Salacious media reports about celebrities and their sometimes extravagant lifestyles are common in California, and stories about rich and famous couples who are ending their marriages are a particularly popular form of grist for the tabloid mill. Reporters often seek to flesh out these stories by interviewing the attorneys involved or speculating about the legal strategies that could be adopted, but what appears in print may not always withstand the scrutiny of legal experts.
The community property laws in California can give rise to highly contentious property division negotiations, and this is the area of the law that many media accounts get wrong. While community property rules require divorcing couples in California to divide their property equally, the law only only applies to assets that have been acquired during the marriage. This means that entertainers can keep the residual income they receive for works that predate their marriages.
These articles may also contain mistakes about how property rights are enforced. Reports about the 2013 divorce of reality TV star Bethenny Frankel and businessman Jason Hoppy often mentioned that they were both still living in their Manhattan apartment. The stories indicated that Frankel or Hoppy would lose their property rights if they moved out, but this assertion has no legal foundation. Real estate acquired during a marriage is generally considered marital property regardless of the occupant.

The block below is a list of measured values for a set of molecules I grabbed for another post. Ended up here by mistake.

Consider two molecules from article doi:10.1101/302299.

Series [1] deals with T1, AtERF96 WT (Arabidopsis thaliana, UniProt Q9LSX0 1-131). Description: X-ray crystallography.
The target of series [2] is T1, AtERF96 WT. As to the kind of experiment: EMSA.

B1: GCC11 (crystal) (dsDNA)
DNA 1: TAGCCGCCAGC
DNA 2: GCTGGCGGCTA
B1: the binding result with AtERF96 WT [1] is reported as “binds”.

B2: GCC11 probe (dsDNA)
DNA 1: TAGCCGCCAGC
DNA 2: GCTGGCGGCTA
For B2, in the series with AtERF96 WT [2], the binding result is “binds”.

While stories about celebrity divorces in California sometimes contain legal inaccuracies, they can also highlight deficiencies in the state's community property laws. Experienced family law attorneys may be aware that marriages are often undermined by fear, resentment and mistrust, and they could recommend prenuptial or post-nuptial agreements as way to restore harmony and calm anxious spouses. They may also suggest alternative dispute resolution methods such as mediation or arbitration.